In the space in front of me the mother of all the victorious ones, Arya Tara, actually appears and to her I pray:
Now, as I and countless others are lost in the ocean of samsaric suffering,
I seek buddhahood to gain temporary and ultimate happiness for myself and all living beings.
For this reason I take refuge in Arya Tara, embodiment of pure awareness,
inseparable from all perfect qualities of buddha, dharma, sangha, lama, yidam and dikini.
From the depths of my heart I pray, evoking from Tara's forehead, throat and heart
a brilliant surge of rainbow light.
As the light rays touch me and all other beings, the poisonous fruits of negative karma-
sickness, demonic afflictions and obstacles - evaporate like dew in the morning sun.
Merit, wisdom, glory, wealth and longevity increase beyond measure.

Illustrious Tara, please be aware of me. Remove my obstacles and quickly grant my excellent aspirations.



The last part in Tibetan we sang/chanted in harmony. There was a brief moment of rational discomfort, to be chanting in the classroom... then I realized, we're chanting in the classroom! It was such a beautiful practice. The Tibetan syllables left my body vibrating in illumination. We finished with a proper Buddhist dedication.

Throughout my many lives and until this moment,
whatever virtue I have accomplished
including the merit generated by this practice, and all that I will ever obtain,
this I offer for the welfare of sentient beings.
May sickness, war, famine and suffering be decreased, for every being
while their wisdom and compassion increase in this and every future life.
May I clearly perceive all experiences to be as insubstantial
as the dream fabric of the night
and instantly awaken to perceive the pure wisdom display
in the arising of every phenomenon.
May I quickly attain enlightenment in order to work ceaselessly
for the liberation of all sentient beings.

Prayer of Aspiration
Buddhas and bodhisattvas altogether:
whatever kind of motivation you have,
whatever kind of beneficial action,
whatever kind of wishing prayers,
whatever kind of omniscience,
whatever kind of life accomplishment,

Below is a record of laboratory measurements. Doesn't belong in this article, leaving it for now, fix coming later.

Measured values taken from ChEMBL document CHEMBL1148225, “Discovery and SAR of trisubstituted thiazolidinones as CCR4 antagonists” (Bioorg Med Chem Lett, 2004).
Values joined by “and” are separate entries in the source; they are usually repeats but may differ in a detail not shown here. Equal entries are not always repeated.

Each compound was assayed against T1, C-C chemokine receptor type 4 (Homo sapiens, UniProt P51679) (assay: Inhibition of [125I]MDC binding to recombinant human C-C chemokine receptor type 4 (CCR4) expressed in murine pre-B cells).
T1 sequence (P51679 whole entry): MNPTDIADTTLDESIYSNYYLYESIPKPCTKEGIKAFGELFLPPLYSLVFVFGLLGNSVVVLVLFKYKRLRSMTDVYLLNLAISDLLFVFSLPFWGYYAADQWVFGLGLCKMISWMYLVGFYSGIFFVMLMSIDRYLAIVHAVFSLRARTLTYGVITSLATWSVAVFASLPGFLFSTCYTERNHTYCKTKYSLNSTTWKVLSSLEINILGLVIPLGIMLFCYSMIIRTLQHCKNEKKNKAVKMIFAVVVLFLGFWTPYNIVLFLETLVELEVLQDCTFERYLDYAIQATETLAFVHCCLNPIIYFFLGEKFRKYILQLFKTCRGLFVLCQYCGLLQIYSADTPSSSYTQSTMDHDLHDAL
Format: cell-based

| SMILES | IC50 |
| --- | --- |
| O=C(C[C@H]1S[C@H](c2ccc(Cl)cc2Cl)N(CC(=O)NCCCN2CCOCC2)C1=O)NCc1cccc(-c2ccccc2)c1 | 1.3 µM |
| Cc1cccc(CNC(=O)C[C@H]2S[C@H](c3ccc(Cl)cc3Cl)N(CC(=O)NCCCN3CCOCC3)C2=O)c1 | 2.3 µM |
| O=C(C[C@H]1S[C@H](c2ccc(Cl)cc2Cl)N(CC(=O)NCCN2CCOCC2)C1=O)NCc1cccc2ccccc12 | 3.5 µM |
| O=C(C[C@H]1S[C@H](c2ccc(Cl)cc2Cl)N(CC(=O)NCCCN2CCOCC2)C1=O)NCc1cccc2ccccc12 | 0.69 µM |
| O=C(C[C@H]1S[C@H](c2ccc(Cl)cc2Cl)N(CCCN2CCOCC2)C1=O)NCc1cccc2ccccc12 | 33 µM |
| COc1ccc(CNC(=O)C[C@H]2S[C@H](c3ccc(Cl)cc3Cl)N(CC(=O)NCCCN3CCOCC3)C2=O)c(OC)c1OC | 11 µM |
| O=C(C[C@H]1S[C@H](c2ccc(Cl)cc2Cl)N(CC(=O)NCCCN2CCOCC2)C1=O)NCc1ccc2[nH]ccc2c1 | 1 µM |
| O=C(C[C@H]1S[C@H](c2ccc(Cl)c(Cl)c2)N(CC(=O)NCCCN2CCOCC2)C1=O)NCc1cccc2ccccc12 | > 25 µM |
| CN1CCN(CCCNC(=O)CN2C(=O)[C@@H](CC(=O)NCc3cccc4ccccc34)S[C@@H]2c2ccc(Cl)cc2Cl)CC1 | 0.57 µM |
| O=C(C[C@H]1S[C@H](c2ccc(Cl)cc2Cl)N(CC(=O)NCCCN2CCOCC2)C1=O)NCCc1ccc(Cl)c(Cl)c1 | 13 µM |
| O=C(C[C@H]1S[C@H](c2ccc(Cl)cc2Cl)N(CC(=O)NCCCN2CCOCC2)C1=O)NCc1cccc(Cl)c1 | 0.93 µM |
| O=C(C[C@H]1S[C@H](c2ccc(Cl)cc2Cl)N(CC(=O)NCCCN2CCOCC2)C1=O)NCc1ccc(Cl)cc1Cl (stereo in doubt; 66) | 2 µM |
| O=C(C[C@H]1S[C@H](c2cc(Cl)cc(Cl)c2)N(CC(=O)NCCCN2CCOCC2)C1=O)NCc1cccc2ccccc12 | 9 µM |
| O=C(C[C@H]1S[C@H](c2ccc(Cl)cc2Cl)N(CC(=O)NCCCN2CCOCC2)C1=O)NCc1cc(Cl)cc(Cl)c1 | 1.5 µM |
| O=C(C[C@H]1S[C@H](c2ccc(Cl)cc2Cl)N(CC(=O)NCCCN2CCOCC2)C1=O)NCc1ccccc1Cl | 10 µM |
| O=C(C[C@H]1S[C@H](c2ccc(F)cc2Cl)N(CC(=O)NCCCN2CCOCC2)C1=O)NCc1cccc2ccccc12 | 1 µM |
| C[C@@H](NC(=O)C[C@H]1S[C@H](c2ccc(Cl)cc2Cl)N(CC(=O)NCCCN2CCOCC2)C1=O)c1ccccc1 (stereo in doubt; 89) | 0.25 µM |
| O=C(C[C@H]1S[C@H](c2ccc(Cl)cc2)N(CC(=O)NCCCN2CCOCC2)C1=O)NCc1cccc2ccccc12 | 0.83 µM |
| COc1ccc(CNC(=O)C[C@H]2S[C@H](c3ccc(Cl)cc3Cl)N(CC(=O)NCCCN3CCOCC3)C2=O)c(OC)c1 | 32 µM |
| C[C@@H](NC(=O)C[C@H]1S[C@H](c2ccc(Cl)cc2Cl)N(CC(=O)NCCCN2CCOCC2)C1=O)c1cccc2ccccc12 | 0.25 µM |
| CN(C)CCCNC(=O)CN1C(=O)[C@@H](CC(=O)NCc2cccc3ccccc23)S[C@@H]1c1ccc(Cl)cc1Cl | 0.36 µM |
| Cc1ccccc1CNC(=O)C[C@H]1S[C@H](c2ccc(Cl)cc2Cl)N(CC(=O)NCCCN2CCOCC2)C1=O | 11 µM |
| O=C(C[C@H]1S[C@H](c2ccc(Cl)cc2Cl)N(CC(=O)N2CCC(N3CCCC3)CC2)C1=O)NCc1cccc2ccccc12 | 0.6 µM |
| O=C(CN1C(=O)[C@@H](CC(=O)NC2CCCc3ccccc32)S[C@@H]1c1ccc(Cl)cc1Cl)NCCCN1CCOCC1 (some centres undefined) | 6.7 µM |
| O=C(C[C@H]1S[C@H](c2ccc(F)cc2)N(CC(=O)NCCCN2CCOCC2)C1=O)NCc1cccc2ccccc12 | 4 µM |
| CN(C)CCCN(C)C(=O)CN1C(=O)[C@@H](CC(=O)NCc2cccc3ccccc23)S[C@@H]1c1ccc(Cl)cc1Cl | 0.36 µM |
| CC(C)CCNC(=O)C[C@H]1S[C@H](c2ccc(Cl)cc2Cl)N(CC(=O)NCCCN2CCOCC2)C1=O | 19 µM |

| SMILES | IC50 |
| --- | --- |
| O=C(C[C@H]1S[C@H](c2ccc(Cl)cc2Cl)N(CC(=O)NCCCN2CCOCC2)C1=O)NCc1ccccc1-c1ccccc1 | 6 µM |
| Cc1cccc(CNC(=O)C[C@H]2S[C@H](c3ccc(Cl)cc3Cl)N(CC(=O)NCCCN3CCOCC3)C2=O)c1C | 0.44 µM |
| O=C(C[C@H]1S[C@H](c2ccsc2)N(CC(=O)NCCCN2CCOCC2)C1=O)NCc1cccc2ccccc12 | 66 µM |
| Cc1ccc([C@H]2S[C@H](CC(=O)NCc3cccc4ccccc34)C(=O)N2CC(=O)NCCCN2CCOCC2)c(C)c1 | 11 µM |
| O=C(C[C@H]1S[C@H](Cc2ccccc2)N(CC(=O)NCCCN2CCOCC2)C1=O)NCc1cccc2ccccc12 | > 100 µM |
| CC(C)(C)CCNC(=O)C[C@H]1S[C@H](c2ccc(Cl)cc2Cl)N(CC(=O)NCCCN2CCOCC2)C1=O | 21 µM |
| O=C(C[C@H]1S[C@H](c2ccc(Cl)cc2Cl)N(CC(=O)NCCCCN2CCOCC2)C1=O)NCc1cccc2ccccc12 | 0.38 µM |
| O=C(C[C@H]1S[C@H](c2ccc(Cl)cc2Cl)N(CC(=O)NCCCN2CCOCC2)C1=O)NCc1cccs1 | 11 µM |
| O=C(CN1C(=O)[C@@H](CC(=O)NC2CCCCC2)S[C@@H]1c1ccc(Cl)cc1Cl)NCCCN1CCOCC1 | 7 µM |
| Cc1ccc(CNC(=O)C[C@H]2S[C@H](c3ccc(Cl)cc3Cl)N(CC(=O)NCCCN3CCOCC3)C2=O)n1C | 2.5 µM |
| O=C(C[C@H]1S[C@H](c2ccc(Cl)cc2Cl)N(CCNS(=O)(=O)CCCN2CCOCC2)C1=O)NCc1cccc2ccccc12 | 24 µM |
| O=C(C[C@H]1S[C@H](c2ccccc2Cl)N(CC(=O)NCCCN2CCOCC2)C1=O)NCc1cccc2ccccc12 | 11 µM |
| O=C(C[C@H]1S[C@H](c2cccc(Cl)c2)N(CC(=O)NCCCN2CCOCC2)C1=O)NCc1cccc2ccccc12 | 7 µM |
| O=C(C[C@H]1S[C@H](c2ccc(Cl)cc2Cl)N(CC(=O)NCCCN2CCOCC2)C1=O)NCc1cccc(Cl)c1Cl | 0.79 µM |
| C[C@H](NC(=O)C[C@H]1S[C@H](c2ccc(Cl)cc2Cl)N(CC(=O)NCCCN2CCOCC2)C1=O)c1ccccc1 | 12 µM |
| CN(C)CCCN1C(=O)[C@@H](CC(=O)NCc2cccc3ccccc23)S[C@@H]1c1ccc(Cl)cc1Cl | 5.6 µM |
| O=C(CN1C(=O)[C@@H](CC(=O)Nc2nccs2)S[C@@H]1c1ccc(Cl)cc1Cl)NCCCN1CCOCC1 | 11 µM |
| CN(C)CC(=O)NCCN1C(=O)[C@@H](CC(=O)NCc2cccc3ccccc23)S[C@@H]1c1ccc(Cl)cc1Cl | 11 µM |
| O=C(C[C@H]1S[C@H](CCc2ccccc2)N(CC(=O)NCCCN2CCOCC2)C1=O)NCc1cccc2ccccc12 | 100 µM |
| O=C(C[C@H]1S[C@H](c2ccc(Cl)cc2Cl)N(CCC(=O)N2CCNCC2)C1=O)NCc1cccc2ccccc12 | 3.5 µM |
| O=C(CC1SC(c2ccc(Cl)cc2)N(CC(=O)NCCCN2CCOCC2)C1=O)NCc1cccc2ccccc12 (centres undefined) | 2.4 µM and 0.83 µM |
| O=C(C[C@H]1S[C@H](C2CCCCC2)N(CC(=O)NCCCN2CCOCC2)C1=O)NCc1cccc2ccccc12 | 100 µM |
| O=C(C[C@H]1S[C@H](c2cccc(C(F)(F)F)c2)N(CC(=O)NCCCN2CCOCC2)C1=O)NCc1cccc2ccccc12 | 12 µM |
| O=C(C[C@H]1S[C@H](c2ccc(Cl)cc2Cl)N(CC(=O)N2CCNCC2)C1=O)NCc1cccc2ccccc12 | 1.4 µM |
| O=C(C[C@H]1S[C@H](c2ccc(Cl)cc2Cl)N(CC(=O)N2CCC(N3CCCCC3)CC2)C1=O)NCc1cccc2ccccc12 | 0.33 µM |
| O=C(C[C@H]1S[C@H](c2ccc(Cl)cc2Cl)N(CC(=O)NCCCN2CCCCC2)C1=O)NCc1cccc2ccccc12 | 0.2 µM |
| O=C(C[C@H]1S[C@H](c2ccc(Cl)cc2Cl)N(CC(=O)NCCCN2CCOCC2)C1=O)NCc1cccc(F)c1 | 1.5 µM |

whatever kind of benevolent power
whatever kind of immense wisdom you have,
then similarly I, who have come in the same way to benefit beings,
pray to attain these qualities.

The Auspicious Wish
At this very moment, for the peoples and nations of the earth,
may not even the names disease, famine, war and suffering be heard.
Rather may their moral conduct, merit, wealth and prosperity increase,
and may supreme good fortune and well-being always arise for them.

Wednesday, November 4, 2009

Just a word...

What an experience it is to be a human California... in 2009! Such a diverse and complex world that we find ourselves in - so much information, technology, products, advertisements, and the choice, oooh the freedom to choose, which kind of toothpaste we want from the infinite variety available on the shelves. Humans have clearly made immense progress technologically in the past few hundred years. Our external world has drastically changed. But I often wonder has the human condition changed? Do we not still have the same basic needs and desires in our modern world as did the peoples of the ancient? Food, shelter, warmth, to love and be loved, to be happy, peaceful, to live a joyous life... While we have made much progress externally, have we done much internally as a society to fulfill these basic human desires? Are people more happy now with their iPod's, televisions, SUV's, and hair conditioner? Perhaps. I admit it is pretty incredible to have 5,000 tracks of the most amazing music ever created all in one device that fits in your palm, ready to make you feel warm and fuzzy at the press of a button. Or has this material gain and freedom to choose actually pushed us further away from the things which we truly care about?

I believe we each have these basic human desires, a basic spiritual yearning towards wholeness, towards peace, freedom. Yet unconsciously so many of us are looking outside of ourselves through material pursuit to fulfill this basic humanness. And guess what... it ain't working, the most basic needs are not being met. You can't subsitute prozac for peace. A quick fix won't do. Temporary satisfaction ain't the game. We're talking about true freedom, infinite lasting peace.

I got one word for ya...